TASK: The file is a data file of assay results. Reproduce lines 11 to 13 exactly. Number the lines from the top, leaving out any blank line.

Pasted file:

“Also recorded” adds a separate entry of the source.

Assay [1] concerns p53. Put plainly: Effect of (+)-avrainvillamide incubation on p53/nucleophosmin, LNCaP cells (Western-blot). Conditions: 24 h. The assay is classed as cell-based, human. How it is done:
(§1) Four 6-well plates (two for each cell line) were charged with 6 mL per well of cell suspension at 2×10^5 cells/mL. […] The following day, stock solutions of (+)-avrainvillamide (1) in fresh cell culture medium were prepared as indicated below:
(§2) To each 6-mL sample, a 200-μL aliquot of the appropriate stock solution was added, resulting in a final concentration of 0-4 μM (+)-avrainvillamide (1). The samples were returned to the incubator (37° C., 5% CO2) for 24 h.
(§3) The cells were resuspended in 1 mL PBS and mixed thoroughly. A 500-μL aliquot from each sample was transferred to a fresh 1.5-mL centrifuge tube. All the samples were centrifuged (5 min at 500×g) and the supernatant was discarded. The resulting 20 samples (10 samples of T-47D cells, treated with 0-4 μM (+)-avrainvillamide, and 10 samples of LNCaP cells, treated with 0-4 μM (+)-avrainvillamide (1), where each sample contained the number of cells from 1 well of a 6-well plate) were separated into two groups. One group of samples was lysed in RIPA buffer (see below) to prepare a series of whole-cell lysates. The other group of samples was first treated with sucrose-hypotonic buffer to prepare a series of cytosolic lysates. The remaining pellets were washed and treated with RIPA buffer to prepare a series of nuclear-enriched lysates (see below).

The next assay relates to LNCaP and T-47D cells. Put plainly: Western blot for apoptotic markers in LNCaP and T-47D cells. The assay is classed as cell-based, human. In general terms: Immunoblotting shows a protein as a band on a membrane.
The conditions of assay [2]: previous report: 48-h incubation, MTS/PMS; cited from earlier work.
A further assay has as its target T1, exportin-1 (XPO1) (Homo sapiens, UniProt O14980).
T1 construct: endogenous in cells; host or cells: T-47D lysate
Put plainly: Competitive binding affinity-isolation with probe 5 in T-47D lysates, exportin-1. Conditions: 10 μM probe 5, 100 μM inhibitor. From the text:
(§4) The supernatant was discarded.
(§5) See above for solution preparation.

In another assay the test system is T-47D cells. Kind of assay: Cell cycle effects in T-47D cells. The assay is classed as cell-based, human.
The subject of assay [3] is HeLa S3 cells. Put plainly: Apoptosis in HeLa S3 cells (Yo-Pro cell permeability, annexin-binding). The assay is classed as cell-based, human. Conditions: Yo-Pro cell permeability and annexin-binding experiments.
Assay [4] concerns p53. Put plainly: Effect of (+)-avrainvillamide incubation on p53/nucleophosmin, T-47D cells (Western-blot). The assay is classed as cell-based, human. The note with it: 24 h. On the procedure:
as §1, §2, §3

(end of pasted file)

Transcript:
(§4) The supernatant was discarded.
(§5) See above for solution preparation.

In another assay the test system is T-47D cells. Kind of assay: Cell cycle effects in T-47D cells. The assay is classed as cell-based, human.